On Safety and Legally Letting Them into the General Lee Prius
So let’s say you planned to come around a few blocks and then arrive exactly where they are standing. You called while you sat in traffic and dodged every drunken jaywalker like an oddly realistic game of frogger (where you are the car!). You know the Jared is about 5’7 and wearing a Bill Murray T-shirt with a party of 3 standing next to Darby’s the Sometimes Club But Mostly a Sports Bar.
But now they’re standing in the dreaded Red Zone/Bus Stop/Taxi Stand. However there is a legal spot about 50 feet up and the same cop that gave you a ticket earlier just so happens to be parked nearby watching you.
The key, is to drive by, wave to them, and point to where you are picking them up using your index and middle finger. They will walk or call you.
If they walk to you (most of the time they do) then explain when they get in that you have to pick up from this location for safety and to avoid tickets. Most often they are surprised that Lyft/Uber drivers get tickets for picking up right in front of the red curb. The key is to not sound like you are upset at them. Realistically we cannot expect every person to know the finer points of TNC laws and what the curb colors mean. Especially since they are used to most of you (yes YOU reader) breaking the law anyways.
If they call or didn’t see you (forcing you to call), explain that you are parked fifty feet up the road with your flashers on in the safest place to pick them up. If they offer a rebuttal, explain that because there are so many cops on the road at closing time, that you will get a ticket for picking them up unsafely or illegally.
99% of the time they don’t care and are just happy to finally be leaving the bar/game/concert.
“What if They Refuse to Walk 50 Feet?”
This is a judgement call. In my experience, I usually let the call timeout and cancel charge them. I collect 5 bucks and save myself from someone who will most likely rate me low because they are mad that they didn’t get lucky at the bar. This is also where saving your cancels for Saturday nights comes in handy.
The thing is, when it’s mayhem out there, we are really limited in legal pickup spaces. I found that pulling into service driveways helps but even there can still be limiting. When there are limited options, the key is to prioritize safety.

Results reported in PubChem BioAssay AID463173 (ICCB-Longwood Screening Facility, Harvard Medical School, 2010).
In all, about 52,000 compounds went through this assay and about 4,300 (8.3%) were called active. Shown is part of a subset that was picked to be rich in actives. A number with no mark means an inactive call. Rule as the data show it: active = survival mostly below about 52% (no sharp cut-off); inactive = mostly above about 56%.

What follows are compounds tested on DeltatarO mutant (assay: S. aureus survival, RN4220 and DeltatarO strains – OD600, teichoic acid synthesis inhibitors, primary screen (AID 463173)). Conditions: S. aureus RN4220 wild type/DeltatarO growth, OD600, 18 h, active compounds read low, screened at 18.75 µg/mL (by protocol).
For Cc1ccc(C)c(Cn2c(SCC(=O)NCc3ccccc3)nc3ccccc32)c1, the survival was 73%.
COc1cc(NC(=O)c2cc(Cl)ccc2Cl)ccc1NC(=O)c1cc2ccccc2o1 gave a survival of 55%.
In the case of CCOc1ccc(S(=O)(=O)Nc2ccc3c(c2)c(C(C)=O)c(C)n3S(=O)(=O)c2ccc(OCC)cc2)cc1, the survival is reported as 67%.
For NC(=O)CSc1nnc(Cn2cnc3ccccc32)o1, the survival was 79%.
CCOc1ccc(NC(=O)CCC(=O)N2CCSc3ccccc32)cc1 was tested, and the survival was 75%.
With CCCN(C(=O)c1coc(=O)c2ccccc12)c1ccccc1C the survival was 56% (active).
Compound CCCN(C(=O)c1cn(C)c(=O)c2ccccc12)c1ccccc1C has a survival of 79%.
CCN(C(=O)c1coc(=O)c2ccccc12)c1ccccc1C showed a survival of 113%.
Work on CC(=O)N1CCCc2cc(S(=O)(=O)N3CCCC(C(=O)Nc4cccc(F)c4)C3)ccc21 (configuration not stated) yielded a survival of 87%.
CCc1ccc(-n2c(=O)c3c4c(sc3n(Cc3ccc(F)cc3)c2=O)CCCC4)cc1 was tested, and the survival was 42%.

When They Try to Jump in Your Car While You Are in Traffic.
My favorite scenario is when they run through four lanes of traffic to jump into your car on the corner of a busy intersection or center divider. Bonus points if one has a red Solo Cup or 5th person.
This is an awkward situation. You don’t want to leave them in the middle of the road while they are literally trying to open your car doors. You also hate looking like an idiot loading people (illegally) at a green light blocking traffic as the other cars are judging you.
This is when you have to be assertive. Don’t unlock the doors! I generally yell at them through the window that “THIS IS NOT OKAY”. I move to the nearest location where they can be safely picked up. They’ve already found you and trust me, they WILL follow you.
Again, if you choose to stay with the call explain that you have to follow the laws and that moving violations will put your job in jeopardy. If they say “I don’t care about your job”, then I suggest dropping them off in the nearest “Safe and Well-lit Area”. Eat the cancellation on your acceptance rate and move on. You will feel good.
However, most of the time people are very receptive to this. It also establishes with them that you know your shit and that they are in good hands that they can trust.
Plan ahead. Audit your GPS route. Be assertive and professional with your passengers.
and for f$%&’s sake, stop letting them get into your car from the center divider…
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Bio: Christian is a full-time TNC driver who enjoys walks on the beach and offering candy to strangers from his Lyft car. He has been driving since June of 2014, collected 2600+ rides in San Diego, Santa Barbara, San Jose, Oakland, Orange County and San Francisco (but not LA).